Australia’s First Koala Hospital
Koala Park was created in the 1920’s and officially opened in October of 1930 by the founder Noel Burnet. He became alarmed at the high numbers of koalas shot for the large export fur trade. He feared that if such harsh treatment was allowed to continue, this lovable and unique Australian animal would disappear from the face of the earth forever. From that time on he spent his whole life fighting to protect research and Create a safe environment in which they could live and breed naturally.
This was the beginning of a unique family involvement with the koala that continues to this day, Noel Burnet’s family are still owner operators of the sanctuary following the same basic principles upon which it was founded.
The threat koalas face today is still one of despair as koala numbers in the wild diminish due to the clearing of the land for expansion of human settlement, for example, for agriculture, housing, mining, forestry, shops, factories and roads. While we need these modern conveniences, we should be trying to put them where koalas are not. In 2013 and 2014 almost 700 koalas where secretly killed by lethal injection near Victoria’s Great Ocean Road and thousands more are in danger of starvation.
As we expand into koala habitat we bring additional threats to the koala such as road traffic and dogs.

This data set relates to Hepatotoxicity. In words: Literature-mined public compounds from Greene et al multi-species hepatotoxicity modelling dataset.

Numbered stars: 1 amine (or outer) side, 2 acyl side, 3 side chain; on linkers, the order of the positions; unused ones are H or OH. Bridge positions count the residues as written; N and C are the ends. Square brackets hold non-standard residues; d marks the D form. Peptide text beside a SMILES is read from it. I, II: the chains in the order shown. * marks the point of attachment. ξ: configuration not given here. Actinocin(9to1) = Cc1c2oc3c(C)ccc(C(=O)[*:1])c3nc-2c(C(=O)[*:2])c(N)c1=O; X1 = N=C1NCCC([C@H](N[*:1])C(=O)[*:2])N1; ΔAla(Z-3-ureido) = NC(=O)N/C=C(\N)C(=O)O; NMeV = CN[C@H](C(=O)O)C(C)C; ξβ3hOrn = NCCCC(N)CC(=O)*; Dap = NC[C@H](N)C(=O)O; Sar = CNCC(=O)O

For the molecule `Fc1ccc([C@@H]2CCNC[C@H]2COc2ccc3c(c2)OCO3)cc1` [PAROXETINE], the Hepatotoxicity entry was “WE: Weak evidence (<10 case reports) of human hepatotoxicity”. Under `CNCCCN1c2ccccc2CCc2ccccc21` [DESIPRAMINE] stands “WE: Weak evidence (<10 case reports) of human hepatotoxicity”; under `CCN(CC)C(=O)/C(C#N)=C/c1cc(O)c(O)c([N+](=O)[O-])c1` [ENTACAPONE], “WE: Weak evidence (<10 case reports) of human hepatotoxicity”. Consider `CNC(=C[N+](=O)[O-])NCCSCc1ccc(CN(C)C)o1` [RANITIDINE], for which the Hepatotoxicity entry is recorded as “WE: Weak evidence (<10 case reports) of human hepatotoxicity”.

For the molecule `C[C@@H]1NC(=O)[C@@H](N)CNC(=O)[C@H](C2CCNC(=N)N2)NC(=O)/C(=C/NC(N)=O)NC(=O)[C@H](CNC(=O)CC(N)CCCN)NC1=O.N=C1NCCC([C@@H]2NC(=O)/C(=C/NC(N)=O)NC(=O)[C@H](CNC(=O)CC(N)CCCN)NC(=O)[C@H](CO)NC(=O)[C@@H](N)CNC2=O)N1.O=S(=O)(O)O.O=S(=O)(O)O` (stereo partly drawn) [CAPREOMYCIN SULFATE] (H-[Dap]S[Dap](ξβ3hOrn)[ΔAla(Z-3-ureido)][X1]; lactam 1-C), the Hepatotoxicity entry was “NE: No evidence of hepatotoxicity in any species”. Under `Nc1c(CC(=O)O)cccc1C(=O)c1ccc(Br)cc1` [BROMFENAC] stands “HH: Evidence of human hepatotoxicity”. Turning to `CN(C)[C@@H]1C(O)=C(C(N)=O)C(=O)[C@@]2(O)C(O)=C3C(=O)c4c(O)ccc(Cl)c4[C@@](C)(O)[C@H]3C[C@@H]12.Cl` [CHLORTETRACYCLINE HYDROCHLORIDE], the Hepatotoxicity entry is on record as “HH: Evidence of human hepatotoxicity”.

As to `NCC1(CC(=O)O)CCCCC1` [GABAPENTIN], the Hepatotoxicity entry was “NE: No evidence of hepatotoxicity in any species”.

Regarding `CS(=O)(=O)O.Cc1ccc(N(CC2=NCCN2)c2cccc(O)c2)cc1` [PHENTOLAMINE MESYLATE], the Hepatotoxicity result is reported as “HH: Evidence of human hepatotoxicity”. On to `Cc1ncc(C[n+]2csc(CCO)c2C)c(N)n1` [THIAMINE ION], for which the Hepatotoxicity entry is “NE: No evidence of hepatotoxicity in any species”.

There are 4 common Koala diseases caused by the Chlamydia organism: conjunctivitis, which can cause blindness, pneumonia, urinary tract infections and reproductive tract infections, which can cause female infertility. The symptoms of Chlamydia manifest as sore eyes, chest infections, and “wet bottom” or “dirty tail”. Koala Park is trying the drug Chloramphenicol which we hope may have some success in managing the Chlamydia organism in young koalas, however whether Chloramphenicol treatment prevents long-term reinfection is not established. Chloramphenicol is one of the original antibiotics that emerged in about 1950 and has a narrow range of uses in the developed world in human medicine. Rare, unpredictable, but fatal side effects in humans mean that its use is forbidden in food animal medicine, thus it has very limited veterinary applications. So, with no viable market, the drug companies stopped making it.
It is the Koala parks opinion that to display koalas with Chlamydia is vital and educational to the public of the world so as to raise awareness of their struggle.
During the 1990 the family tried to raise money for a Sydney-based koala hospital but the staggering construction costs made this impossible, all the money raised was given to the Sydney University for koala research.
Animal Care runs in the family:
Walter Bradley, Great grandfather of Noel Burnet, in 1897 proposed the establishment of the New South Wales Zoological Society. They built a zoo in Moore Park and managed it from 1881 to 1916 when the animal collection and staff were transferred to start the then new Taronga Zoological Park trust. Koala Park’s current Directors, now Octogenarians after many years of supporting and helping with research of Koalas all around Australia still enjoy planting Koala feed trees.